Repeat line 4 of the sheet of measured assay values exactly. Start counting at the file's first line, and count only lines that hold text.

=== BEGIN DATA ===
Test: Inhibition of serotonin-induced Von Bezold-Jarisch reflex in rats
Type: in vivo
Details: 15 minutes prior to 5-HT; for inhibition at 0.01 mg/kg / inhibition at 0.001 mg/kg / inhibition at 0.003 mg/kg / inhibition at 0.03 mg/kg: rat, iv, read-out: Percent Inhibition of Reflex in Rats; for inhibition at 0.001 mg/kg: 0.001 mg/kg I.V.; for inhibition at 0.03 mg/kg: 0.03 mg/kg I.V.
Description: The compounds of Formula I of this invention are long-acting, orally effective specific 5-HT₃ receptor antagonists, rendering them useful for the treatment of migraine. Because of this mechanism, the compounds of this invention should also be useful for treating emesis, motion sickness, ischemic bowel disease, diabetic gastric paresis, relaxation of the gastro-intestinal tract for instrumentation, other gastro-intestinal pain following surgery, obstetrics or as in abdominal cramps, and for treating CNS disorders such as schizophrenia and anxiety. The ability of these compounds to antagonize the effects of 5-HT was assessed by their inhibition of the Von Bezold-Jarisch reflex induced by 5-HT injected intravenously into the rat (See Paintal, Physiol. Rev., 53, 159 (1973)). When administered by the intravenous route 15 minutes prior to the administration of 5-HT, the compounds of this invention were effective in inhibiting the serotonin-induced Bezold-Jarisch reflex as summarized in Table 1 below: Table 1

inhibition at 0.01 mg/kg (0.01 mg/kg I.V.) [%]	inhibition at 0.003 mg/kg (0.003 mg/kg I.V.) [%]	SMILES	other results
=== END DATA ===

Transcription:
Description: The compounds of Formula I of this invention are long-acting, orally effective specific 5-HT₃ receptor antagonists, rendering them useful for the treatment of migraine. Because of this mechanism, the compounds of this invention should also be useful for treating emesis, motion sickness, ischemic bowel disease, diabetic gastric paresis, relaxation of the gastro-intestinal tract for instrumentation, other gastro-intestinal pain following surgery, obstetrics or as in abdominal cramps, and for treating CNS disorders such as schizophrenia and anxiety. The ability of these compounds to antagonize the effects of 5-HT was assessed by their inhibition of the Von Bezold-Jarisch reflex induced by 5-HT injected intravenously into the rat (See Paintal, Physiol. Rev., 53, 159 (1973)). When administered by the intravenous route 15 minutes prior to the administration of 5-HT, the compounds of this invention were effective in inhibiting the serotonin-induced Bezold-Jarisch reflex as summarized in Table 1 below: Table 1